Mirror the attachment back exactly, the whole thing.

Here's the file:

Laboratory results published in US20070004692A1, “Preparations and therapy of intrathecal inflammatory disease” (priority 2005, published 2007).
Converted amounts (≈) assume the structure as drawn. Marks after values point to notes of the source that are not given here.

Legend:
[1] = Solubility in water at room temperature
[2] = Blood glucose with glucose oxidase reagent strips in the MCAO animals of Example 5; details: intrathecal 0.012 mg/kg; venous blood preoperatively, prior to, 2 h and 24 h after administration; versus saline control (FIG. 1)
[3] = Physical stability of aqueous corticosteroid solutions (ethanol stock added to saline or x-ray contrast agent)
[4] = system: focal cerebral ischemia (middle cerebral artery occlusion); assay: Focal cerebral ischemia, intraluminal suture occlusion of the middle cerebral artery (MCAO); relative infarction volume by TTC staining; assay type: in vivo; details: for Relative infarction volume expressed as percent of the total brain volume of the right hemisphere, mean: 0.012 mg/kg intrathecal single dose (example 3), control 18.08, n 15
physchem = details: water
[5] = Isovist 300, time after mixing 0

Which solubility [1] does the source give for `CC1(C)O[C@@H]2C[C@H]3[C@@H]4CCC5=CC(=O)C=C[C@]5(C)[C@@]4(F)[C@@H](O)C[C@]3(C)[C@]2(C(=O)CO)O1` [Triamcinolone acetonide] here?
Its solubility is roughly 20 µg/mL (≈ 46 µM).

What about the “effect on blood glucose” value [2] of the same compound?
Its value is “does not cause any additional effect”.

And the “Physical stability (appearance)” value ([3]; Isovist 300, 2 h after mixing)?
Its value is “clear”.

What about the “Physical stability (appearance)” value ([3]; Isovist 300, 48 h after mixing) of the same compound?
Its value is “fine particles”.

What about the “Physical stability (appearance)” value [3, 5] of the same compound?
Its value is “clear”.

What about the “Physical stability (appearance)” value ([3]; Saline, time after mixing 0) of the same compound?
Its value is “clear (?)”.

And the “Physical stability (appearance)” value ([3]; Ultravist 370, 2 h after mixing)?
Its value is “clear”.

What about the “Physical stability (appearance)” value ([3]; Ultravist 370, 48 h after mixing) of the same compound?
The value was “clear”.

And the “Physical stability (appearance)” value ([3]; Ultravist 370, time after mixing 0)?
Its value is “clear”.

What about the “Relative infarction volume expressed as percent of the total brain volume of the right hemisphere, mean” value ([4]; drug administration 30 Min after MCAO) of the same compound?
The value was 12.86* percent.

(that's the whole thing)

Laboratory results published in US20070004692A1, “Preparations and therapy of intrathecal inflammatory disease” (priority 2005, published 2007).
Converted amounts (≈) assume the structure as drawn. Marks after values point to notes of the source that are not given here.

Legend:
[1] = Solubility in water at room temperature
[2] = Blood glucose with glucose oxidase reagent strips in the MCAO animals of Example 5; details: intrathecal 0.012 mg/kg; venous blood preoperatively, prior to, 2 h and 24 h after administration; versus saline control (FIG. 1)
[3] = Physical stability of aqueous corticosteroid solutions (ethanol stock added to saline or x-ray contrast agent)
[4] = system: focal cerebral ischemia (middle cerebral artery occlusion); assay: Focal cerebral ischemia, intraluminal suture occlusion of the middle cerebral artery (MCAO); relative infarction volume by TTC staining; assay type: in vivo; details: for Relative infarction volume expressed as percent of the total brain volume of the right hemisphere, mean: 0.012 mg/kg intrathecal single dose (example 3), control 18.08, n 15
physchem = details: water
[5] = Isovist 300, time after mixing 0

Which solubility [1] does the source give for `CC1(C)O[C@@H]2C[C@H]3[C@@H]4CCC5=CC(=O)C=C[C@]5(C)[C@@]4(F)[C@@H](O)C[C@]3(C)[C@]2(C(=O)CO)O1` [Triamcinolone acetonide] here?
Its solubility is roughly 20 µg/mL (≈ 46 µM).

What about the “effect on blood glucose” value [2] of the same compound?
Its value is “does not cause any additional effect”.

And the “Physical stability (appearance)” value ([3]; Isovist 300, 2 h after mixing)?
Its value is “clear”.

What about the “Physical stability (appearance)” value ([3]; Isovist 300, 48 h after mixing) of the same compound?
Its value is “fine particles”.

What about the “Physical stability (appearance)” value [3, 5] of the same compound?
Its value is “clear”.

What about the “Physical stability (appearance)” value ([3]; Saline, time after mixing 0) of the same compound?
Its value is “clear (?)”.

And the “Physical stability (appearance)” value ([3]; Ultravist 370, 2 h after mixing)?
Its value is “clear”.

What about the “Physical stability (appearance)” value ([3]; Ultravist 370, 48 h after mixing) of the same compound?
The value was “clear”.

And the “Physical stability (appearance)” value ([3]; Ultravist 370, time after mixing 0)?
Its value is “clear”.

What about the “Relative infarction volume expressed as percent of the total brain volume of the right hemisphere, mean” value ([4]; drug administration 30 Min after MCAO) of the same compound?
The value was 12.86* percent.